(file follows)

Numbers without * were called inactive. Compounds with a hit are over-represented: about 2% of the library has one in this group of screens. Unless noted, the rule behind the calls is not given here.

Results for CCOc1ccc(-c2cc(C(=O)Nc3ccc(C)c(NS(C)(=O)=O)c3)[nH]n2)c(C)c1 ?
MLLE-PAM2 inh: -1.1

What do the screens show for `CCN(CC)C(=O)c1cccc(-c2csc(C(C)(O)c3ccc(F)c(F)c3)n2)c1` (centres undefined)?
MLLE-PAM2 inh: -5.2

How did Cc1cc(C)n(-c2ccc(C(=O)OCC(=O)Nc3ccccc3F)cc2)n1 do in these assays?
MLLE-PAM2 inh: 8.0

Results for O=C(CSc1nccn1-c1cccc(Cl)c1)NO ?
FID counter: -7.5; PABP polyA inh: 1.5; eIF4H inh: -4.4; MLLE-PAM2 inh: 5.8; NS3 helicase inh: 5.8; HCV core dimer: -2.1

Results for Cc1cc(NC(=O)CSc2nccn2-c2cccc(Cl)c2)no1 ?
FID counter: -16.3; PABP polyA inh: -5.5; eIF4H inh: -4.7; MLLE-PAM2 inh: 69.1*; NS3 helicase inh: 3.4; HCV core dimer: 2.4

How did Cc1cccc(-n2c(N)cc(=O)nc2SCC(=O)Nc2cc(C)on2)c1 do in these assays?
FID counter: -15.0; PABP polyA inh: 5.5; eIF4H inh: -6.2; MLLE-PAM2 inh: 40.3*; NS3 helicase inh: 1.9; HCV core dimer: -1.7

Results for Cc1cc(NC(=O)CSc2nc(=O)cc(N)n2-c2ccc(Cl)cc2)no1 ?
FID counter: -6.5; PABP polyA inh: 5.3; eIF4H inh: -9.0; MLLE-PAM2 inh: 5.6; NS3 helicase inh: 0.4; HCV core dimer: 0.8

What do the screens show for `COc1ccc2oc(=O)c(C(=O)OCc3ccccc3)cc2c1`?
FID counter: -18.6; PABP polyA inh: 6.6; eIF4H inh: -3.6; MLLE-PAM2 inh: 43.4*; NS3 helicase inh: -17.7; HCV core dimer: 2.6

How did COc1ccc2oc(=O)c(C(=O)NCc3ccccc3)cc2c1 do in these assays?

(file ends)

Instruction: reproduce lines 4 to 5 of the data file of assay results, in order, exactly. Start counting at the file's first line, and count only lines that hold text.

What do the screens show for `CCN(CC)C(=O)c1cccc(-c2csc(C(C)(O)c3ccc(F)c(F)c3)n2)c1` (centres undefined)?
MLLE-PAM2 inh: -5.2